One of my favorite stories. All credit where it is due, the concept was taken from the Clive Barker novel “Mister B. Gone.” I’ve always liked breaking the fourth wall, and the concept of audience participation in all forms of media, but I especially love it in prose form.
There’s a nod to the Stephen King novel “The Dark Half,” in it, when there’s a bunch of sparrows on top of the house at the end. I’ve always liked tons of birds or bats flying around, seems terribly evocative for a horror story.
I enjoy meta fiction. This would be classified as such, i.e. a horror writer ends up in a horror story. Again, that’s a King thing.
I guess films like “The Exorcist” obviously influenced me, as well as stuff like “Rosemary’s Baby,” and “The Omen.” I’m blanking on anything else recently. I’l update this if I remember any.
What I tried to do with a lot of the stories in “Too Late,” was to have a monologue of sorts. I picture the character starting out alone in a setting: a prison, an old house, a table in an apartment, setting isn’t as important as the character. I wanted to have people telling you about things that went wrong in their life that they can’t change.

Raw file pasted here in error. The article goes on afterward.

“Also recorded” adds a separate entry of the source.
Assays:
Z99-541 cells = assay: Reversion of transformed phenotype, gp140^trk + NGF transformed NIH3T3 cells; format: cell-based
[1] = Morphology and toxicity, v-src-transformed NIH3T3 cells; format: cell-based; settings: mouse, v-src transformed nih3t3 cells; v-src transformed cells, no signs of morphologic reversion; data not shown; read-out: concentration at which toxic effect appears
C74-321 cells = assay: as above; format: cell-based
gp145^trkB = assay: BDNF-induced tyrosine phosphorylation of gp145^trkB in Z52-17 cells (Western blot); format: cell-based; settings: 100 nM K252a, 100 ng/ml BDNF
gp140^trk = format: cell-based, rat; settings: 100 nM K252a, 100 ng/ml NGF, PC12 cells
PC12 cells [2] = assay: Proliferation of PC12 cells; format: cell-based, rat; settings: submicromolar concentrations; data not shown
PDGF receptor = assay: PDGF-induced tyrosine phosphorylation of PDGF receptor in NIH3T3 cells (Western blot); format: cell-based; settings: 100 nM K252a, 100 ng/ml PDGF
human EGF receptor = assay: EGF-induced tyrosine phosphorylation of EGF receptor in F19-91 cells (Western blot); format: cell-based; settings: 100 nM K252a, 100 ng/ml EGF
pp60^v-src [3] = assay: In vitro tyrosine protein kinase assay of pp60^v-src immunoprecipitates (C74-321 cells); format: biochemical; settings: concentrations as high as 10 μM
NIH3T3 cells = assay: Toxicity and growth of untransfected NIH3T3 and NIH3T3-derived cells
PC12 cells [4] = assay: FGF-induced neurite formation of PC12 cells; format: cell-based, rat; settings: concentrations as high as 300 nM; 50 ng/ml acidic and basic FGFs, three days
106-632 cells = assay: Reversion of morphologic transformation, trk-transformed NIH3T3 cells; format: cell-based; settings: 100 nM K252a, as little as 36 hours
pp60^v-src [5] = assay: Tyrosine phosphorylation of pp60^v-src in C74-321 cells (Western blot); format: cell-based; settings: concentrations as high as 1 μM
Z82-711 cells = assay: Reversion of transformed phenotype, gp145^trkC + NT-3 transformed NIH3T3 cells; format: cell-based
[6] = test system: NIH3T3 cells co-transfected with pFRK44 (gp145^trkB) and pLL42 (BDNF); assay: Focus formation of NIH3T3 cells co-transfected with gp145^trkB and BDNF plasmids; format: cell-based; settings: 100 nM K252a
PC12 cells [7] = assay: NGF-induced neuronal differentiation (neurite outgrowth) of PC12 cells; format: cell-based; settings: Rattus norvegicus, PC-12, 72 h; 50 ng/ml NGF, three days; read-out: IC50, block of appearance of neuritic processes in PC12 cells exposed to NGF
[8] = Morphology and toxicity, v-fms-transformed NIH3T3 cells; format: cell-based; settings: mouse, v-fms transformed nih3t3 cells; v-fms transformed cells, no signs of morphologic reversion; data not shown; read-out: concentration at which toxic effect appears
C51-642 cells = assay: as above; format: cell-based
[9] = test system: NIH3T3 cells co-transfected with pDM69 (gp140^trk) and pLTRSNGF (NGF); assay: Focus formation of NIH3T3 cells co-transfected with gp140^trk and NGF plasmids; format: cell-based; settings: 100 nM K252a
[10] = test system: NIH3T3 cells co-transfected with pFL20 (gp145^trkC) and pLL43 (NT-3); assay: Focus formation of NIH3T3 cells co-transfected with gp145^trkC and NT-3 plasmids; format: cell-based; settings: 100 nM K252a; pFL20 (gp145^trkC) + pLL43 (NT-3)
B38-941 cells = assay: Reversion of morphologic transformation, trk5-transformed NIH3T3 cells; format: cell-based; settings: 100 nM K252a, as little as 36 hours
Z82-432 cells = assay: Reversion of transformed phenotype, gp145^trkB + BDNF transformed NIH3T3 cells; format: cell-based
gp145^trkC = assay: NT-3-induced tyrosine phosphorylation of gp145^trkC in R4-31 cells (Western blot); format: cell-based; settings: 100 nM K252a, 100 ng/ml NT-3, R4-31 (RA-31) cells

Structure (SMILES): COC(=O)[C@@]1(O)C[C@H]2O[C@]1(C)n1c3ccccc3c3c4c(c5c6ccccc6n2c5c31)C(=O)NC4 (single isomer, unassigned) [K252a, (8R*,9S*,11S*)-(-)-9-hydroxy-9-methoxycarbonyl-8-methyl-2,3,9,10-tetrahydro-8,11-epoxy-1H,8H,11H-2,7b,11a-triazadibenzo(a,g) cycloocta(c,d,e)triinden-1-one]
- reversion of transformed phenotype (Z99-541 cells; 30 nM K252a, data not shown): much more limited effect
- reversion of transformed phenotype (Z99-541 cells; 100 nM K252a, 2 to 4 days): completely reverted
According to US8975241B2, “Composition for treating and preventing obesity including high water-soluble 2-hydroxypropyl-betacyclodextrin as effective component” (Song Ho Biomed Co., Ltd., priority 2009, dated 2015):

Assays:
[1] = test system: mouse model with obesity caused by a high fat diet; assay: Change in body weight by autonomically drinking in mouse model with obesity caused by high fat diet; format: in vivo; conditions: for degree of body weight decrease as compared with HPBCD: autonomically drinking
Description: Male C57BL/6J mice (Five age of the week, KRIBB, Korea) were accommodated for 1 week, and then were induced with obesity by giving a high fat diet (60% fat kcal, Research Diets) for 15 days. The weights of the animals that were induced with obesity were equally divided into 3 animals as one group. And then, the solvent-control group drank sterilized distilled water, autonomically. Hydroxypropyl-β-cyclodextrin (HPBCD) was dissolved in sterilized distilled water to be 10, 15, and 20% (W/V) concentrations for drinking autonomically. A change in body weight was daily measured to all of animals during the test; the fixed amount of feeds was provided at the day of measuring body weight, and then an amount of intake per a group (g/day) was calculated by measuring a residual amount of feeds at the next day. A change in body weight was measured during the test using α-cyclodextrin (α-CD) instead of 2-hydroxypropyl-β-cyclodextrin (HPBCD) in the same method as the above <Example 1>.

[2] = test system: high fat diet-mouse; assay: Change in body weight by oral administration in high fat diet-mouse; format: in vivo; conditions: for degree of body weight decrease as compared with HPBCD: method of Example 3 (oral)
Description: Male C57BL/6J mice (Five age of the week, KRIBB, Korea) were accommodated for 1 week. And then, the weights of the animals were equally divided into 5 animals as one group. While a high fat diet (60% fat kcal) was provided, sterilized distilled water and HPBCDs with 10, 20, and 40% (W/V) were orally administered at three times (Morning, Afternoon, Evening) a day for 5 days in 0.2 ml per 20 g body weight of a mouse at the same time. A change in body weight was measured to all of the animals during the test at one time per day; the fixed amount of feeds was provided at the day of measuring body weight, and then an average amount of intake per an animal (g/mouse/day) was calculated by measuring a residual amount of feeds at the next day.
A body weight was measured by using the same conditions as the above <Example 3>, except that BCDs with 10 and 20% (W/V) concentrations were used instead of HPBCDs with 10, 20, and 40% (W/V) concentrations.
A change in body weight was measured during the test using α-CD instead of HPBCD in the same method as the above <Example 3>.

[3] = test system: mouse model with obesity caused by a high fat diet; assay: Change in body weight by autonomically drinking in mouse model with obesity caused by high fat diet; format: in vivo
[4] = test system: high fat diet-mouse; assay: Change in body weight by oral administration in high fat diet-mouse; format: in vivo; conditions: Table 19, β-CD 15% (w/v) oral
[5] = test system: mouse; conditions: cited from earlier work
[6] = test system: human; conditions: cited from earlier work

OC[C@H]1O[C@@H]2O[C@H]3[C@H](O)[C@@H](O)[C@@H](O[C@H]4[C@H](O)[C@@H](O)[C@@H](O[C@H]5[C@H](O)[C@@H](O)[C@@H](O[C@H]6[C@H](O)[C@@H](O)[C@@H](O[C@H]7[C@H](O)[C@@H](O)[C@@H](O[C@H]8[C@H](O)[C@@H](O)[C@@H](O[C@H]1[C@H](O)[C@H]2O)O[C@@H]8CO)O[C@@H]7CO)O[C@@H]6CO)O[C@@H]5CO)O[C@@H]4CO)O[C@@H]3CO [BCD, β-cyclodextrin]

I know it’s not en vogue lately to have pretty standard horror stories that work as character studies, but I don’t really give a shit about trends. These were stories I wrote over the course of a ten year period. I wrote many more, but I never seemed to like all of them all that much. And i think it’s because my favorite stories are the type that I grew up with. Granted, my newer work is a lot more experimental and tries to differentiate itself a bit more. But the types of stories in “Too Late,” are my foundation, and I hope that years down the line people will still give the chapbook a read, and realize that I started writing simple horror stories.
I look forward to seeing where the future takes me with my fiction, and I hope that you’ll join me. Thanks.